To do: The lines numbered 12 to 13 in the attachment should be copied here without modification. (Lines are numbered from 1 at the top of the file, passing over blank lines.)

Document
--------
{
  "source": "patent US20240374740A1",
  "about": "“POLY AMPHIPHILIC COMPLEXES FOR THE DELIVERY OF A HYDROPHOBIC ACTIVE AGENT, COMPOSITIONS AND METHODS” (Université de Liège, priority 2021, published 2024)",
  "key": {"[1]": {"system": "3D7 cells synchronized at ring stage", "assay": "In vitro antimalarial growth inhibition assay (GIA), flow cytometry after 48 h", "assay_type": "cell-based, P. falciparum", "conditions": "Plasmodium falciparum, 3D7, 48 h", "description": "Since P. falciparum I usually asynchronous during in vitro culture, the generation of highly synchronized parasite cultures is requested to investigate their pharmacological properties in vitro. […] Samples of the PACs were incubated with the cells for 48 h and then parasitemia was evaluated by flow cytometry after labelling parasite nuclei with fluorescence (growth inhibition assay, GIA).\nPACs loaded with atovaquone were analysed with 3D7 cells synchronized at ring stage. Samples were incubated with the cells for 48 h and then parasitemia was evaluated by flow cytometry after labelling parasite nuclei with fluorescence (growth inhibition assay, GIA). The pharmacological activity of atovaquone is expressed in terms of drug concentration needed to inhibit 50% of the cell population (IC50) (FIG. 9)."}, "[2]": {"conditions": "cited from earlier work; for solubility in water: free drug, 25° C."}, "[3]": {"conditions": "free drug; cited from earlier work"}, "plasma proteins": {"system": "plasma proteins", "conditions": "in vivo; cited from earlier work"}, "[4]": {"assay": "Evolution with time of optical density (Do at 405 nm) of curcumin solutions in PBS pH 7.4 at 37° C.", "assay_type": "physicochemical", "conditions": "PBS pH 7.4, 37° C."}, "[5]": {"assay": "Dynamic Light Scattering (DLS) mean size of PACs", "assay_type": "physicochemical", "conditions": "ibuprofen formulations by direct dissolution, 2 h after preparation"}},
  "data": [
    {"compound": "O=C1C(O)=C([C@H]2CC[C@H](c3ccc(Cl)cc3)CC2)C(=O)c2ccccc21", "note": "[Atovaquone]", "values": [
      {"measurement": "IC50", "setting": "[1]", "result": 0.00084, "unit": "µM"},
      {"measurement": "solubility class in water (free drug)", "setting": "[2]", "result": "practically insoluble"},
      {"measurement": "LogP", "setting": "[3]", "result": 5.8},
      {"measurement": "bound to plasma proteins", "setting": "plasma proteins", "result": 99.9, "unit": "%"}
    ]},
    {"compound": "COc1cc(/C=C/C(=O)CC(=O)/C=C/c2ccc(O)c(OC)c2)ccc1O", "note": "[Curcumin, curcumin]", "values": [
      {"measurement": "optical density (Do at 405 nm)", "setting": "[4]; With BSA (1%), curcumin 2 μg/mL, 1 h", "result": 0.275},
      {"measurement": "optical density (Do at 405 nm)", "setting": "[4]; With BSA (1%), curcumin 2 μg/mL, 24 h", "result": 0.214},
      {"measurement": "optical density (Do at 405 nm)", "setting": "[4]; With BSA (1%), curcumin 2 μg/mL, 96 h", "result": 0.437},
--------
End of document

    {"compound": "COc1cc(/C=C/C(=O)CC(=O)/C=C/c2ccc(O)c(OC)c2)ccc1O", "note": "[Curcumin, curcumin]", "values": [
      {"measurement": "optical density (Do at 405 nm)", "setting": "[4]; With BSA (1%), curcumin 2 μg/mL, 1 h", "result": 0.275},